Meg Whitman and Carly Fiorina both reached a mutual understanding with the voters of California this week. Out of a job, they're now pondering their next steps. Does either one have a future in politics? Probably not in the short term.
But Fiorina's not going down without at least a little fight. As she delivered her concession speech, she commented, "the fight is not over. The fight is just beginning." Although she won't reveal her future plans, that suggests she's planning on continuing her political work.
Fiorina has plenty of political contacts to fall back on. Prior to her jump into the Senate race, she served on John McCain's presidential campaign and did fundraising for Republicans. After a clumsy defense of Sarah Palin, in which Fiorina said that Palin wasn't qualified to run a company, she was removed for a while from the public eye.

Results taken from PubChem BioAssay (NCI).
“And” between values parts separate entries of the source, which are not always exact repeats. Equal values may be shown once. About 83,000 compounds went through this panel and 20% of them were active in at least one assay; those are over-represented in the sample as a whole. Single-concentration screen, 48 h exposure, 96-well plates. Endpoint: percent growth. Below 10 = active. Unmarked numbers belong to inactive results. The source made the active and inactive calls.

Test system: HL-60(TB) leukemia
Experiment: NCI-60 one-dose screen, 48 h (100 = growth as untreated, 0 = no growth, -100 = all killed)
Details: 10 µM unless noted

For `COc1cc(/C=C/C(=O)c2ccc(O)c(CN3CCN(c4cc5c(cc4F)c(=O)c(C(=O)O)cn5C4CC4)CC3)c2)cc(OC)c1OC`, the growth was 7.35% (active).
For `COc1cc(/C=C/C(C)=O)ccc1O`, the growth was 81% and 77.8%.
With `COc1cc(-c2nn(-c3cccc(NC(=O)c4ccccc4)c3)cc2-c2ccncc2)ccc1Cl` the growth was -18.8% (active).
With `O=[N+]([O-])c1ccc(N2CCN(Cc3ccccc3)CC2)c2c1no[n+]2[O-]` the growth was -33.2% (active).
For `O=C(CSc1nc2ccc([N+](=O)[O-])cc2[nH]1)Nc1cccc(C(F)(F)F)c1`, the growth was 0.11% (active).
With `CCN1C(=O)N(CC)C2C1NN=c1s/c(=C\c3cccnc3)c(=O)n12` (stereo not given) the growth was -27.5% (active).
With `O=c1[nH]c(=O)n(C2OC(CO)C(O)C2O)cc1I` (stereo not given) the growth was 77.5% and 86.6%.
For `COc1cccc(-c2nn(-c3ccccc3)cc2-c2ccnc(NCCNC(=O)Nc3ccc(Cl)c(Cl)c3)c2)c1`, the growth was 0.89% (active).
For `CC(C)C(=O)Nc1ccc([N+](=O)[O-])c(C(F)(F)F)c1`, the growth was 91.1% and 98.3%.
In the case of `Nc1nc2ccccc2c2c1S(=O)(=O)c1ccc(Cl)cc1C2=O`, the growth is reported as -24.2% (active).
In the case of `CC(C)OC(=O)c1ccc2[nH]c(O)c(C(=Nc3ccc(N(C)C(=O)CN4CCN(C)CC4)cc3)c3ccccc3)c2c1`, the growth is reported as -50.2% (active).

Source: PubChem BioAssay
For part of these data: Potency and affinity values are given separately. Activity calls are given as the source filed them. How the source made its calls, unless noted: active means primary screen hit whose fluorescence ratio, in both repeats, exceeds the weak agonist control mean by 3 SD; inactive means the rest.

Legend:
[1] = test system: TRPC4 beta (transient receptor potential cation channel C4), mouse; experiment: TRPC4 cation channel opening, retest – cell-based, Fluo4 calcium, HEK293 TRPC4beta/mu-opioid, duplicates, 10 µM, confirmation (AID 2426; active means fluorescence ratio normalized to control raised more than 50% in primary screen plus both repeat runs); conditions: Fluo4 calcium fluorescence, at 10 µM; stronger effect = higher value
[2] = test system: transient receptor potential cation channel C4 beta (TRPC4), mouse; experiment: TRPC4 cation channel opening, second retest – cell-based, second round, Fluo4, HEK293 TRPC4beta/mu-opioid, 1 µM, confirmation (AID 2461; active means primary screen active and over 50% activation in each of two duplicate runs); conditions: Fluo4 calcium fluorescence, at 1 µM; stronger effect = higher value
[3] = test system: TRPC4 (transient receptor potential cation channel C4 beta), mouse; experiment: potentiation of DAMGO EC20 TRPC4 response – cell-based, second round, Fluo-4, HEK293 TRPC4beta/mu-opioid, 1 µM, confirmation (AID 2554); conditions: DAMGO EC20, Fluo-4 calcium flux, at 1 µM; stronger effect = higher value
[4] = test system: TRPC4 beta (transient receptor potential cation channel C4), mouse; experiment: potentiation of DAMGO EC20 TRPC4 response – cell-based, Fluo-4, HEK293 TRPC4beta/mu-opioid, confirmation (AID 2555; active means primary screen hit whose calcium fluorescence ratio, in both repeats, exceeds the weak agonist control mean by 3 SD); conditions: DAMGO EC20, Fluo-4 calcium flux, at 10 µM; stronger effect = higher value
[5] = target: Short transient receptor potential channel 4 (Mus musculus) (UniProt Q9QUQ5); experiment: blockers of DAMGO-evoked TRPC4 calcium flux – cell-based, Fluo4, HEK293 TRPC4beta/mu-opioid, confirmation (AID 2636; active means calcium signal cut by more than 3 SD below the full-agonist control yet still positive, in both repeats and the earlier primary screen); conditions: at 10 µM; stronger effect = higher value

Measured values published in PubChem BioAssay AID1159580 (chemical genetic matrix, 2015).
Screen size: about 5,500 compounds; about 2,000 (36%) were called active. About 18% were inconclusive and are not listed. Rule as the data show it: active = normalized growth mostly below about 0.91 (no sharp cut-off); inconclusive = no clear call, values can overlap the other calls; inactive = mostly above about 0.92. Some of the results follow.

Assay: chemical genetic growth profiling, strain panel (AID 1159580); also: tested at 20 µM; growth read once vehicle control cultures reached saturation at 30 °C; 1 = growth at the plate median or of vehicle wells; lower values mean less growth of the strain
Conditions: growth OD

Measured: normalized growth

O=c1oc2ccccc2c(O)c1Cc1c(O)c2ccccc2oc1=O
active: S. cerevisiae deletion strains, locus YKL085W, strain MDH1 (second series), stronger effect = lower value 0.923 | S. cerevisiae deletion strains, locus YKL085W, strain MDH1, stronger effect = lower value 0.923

Like Fiorina, Whitman has plenty of contacts. She was a co-chair of McCain's campaign and hired many of his staffers to run her own gubernatorial bid. Will she make use of those connections? Like Fiorina, she's not talking about the future yet.
With the benefit of hindsight, political consultants are now picking apart each candidate's mistake, hoping to offer lessons to future political aspirants. Among the lessons learned: let a little more time pass between your tenure as CEO and your time as candidate. Get some government experience. Avoid corporate ties to public villains like Goldman Sachs.